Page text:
I was running along the Dragon’s Back in Hong Kong the other day, a gruelling 1.5 hours of hills and steps overlooking Tai Tam Bay and the South China Sea, while thinking about leadership and reputation.
They’re hot topics in management consulting and most of our clients are grappling with some aspect of both.
For example, the pharma sector is getting beat up in the U.S. by the current administration. How to protect and enhance the sector’s reputation?
The energy sector is slowly making its way back from a crisis of confidence and low oil prices. Who from the sector is the lead voice on climate change and the Paris agreement?
The banking sector has shed jobs and pivoted toward leaner digital offerings with higher margins. How can the sector bounce back from years of downsizing and low employee morale?
Lies travel faster than the truth
The Tantalus Group works from the premise that business leaders should use communications as a strategic tool, to drive the success of the company and reap the recognition it needs for the business to continue to grow.
In the current geopolitical environment, this is sometimes hard to do. Every week we meet a leader who is reluctant to communicate proactively because of the risk associated with something going wrong. It’s easy to see why – both traditional and social media are quick to judge and lies often travel faster than the truth (credit to Jonathan Swift in the 1700s). So why take the risk?
Reputations are built over time
Our collaborator John Doorley says communications, along with business performance and the company’s behavior towards customers, employees, business partners and other stakeholders, builds reputation over time.
I was thinking about this as I crested the apex of the Dragon’s Back and looked down to Big Wave Bay in the distance. Some clients fail to see that this takes time. They fall back on tactical communications measures, one-off trainings of leaders, short-term bursts of communications, without planning strategically to support the business objectives, and then measuring their performance.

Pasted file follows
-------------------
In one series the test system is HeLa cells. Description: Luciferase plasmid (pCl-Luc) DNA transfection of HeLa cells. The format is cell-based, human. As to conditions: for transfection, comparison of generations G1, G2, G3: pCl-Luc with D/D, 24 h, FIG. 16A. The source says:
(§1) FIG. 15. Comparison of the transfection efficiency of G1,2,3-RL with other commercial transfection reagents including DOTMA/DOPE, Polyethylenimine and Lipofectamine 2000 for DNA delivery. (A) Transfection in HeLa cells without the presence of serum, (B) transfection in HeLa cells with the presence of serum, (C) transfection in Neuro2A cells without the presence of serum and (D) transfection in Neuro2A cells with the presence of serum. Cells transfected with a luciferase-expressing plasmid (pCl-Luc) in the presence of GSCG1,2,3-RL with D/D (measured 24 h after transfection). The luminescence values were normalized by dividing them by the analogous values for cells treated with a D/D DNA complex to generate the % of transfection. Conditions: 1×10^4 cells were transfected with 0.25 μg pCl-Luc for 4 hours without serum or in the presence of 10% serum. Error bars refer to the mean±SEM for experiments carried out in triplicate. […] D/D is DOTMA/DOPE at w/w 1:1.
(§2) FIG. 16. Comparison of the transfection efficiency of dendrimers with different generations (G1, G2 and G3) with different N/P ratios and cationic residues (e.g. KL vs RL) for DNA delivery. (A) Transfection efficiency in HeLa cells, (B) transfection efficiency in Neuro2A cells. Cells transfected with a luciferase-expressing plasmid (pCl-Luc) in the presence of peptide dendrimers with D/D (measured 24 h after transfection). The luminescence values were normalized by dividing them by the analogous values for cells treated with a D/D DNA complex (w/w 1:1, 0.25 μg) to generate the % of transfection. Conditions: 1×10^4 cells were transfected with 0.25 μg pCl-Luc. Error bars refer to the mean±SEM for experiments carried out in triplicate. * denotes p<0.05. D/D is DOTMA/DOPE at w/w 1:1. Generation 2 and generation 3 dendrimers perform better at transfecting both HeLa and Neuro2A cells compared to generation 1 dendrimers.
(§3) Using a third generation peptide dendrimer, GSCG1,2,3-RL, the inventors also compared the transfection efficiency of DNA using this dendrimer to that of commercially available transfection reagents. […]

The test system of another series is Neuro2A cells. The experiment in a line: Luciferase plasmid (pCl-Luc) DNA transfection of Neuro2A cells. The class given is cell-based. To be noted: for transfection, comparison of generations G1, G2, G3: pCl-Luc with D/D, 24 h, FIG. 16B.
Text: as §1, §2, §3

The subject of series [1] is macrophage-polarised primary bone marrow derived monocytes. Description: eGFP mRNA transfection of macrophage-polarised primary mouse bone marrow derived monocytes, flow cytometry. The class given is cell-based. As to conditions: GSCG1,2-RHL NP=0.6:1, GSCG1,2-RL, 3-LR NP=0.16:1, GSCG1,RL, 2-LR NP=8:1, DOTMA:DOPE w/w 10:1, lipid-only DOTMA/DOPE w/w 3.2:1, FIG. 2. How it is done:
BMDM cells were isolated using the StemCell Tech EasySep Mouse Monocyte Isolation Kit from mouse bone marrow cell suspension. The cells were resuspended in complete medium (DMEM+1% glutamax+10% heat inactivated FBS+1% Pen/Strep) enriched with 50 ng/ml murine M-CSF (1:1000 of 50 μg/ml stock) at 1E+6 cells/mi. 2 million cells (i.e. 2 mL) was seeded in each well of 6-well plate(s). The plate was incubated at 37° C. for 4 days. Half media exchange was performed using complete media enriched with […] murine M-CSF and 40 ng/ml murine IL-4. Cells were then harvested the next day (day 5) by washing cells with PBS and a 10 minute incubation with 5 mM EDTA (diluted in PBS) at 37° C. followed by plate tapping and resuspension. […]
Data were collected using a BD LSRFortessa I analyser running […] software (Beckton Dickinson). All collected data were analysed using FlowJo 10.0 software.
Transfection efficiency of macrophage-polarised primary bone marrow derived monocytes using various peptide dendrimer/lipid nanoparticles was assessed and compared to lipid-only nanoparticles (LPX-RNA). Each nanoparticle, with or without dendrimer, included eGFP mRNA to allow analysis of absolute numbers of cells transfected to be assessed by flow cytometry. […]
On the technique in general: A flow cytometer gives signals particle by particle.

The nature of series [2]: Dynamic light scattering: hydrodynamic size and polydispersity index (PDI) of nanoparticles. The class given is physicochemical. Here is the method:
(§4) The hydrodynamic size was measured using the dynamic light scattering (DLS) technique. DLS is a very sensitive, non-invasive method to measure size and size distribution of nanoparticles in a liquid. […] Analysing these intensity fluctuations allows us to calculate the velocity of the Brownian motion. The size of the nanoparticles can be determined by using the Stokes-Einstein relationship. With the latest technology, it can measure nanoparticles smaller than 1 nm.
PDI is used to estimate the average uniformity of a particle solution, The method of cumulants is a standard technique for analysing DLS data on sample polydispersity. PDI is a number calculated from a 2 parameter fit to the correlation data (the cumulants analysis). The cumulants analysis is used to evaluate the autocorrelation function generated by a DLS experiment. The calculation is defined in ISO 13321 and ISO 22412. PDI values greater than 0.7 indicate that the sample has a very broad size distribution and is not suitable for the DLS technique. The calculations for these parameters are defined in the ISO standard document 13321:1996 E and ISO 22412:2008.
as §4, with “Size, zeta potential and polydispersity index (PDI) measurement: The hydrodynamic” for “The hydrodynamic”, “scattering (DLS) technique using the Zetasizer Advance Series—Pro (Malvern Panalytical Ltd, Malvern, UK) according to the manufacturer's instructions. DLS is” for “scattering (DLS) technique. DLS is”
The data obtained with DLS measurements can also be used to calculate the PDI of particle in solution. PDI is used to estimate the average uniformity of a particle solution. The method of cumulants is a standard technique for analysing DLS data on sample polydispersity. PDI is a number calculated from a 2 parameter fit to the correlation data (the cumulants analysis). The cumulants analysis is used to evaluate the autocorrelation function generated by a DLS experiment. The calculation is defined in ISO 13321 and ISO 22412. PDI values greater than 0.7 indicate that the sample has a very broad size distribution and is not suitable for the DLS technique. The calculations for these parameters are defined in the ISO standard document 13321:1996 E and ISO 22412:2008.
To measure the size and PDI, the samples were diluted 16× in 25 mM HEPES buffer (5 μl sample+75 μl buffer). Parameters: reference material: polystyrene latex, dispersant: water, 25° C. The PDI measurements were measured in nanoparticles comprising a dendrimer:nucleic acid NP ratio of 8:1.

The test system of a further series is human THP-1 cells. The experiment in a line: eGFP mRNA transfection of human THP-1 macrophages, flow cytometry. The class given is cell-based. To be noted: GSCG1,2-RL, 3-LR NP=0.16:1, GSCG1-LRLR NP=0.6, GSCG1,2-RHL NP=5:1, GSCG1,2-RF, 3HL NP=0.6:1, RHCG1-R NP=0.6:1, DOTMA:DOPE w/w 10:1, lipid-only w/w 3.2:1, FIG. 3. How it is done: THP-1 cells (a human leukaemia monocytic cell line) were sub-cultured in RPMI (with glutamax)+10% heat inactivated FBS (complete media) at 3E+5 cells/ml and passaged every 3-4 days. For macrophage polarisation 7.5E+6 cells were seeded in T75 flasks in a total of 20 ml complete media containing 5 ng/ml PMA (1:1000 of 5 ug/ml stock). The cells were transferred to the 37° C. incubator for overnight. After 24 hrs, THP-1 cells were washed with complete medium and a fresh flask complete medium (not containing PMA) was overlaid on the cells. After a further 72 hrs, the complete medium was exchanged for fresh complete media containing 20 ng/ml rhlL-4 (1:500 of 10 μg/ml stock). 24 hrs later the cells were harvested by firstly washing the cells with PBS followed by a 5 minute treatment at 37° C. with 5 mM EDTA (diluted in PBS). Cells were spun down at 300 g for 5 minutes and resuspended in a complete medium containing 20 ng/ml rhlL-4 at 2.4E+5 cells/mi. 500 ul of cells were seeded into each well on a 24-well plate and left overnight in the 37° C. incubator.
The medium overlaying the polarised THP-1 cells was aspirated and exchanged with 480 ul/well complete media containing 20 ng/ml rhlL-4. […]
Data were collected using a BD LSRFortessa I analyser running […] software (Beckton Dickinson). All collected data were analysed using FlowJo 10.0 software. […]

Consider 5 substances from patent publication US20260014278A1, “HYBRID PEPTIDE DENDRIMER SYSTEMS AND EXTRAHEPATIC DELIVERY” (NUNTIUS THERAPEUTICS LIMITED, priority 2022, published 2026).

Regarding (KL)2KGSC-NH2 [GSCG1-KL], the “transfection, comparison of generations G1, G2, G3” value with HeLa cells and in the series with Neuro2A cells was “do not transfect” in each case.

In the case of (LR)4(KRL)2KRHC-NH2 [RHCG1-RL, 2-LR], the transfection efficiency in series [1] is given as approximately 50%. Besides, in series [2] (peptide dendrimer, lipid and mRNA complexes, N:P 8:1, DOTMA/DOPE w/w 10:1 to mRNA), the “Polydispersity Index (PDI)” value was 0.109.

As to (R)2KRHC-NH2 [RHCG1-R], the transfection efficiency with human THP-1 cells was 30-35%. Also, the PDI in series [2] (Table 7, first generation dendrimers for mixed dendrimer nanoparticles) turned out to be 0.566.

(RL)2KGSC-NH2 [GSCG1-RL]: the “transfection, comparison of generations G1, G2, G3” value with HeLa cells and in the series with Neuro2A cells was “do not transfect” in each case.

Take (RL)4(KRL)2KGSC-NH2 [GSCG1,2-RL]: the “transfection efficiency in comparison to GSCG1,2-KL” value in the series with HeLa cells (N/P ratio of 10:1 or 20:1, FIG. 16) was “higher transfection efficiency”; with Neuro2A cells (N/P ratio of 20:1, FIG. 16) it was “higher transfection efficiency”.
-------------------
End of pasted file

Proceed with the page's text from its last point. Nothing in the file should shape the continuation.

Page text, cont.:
Reputation management is a process that must be planned and executed, like any key strategic organizational process. To build reputation, companies must build capable leaders.
How to capture the imagination
Building capable leaders is like any form of competency development. It takes 3-5 years to see an improvement, yet companies address the topic with a small group, oftentimes only senior leadership, over short spells.
This is not the way to help global leaders achieve impact beyond the borders of their nation or organization. They can only capture the imagination and loyalty of stakeholders by learning and practicing the skills and behaviours of good leadership over time.
This will allow them to have the vision and understand the conditions that permit or limit opportunities for advancing vision.
Get out front and lead
As I made my way into Big Wave Bay for a cold swim, legs burning, I remembered the advice of a great friend and mentor, Bjorn Edlund. He said, “good leaders get out in front and lead, they are open to criticism, and realize they aren’t always right.”
They know that with leadership comes calculated risk, that mistakes will happen and that from crisis comes opportunity. It’s been proven that listed companies come back stronger from a reputation challenge, with a higher stock price and greater confidence from investors if the leadership manages the situation well.
Some of the best leaders I’ve worked with, and I count Bjorn among them, continue to work on their leadership skills and behaviours.
How can you become a global leader? We share with clients our cross-cultural and sociopolitical experience in business with multinational corporations in Europe, Asia, the Middle East and North America, as well as from our time working with top CEOs and leaders in the media and government.
About Wylie Rogers
Wylie Rogers has 20 years of experience in North America, Europe and Asia, having worked in politics, the media, business and management consulting.
Wylie was previously the head of public affairs for BASF in Asia Pacific, a US$ 10 billion business, overseeing 15 countries in the region while based in Hong Kong. He also headed ABB Group’s corporate communications team in Beijing, China, a US$ 2 billion business, and had roles ranging from spokesman to speechwriter and head of copy for the ABB Group in Zurich, Switzerland.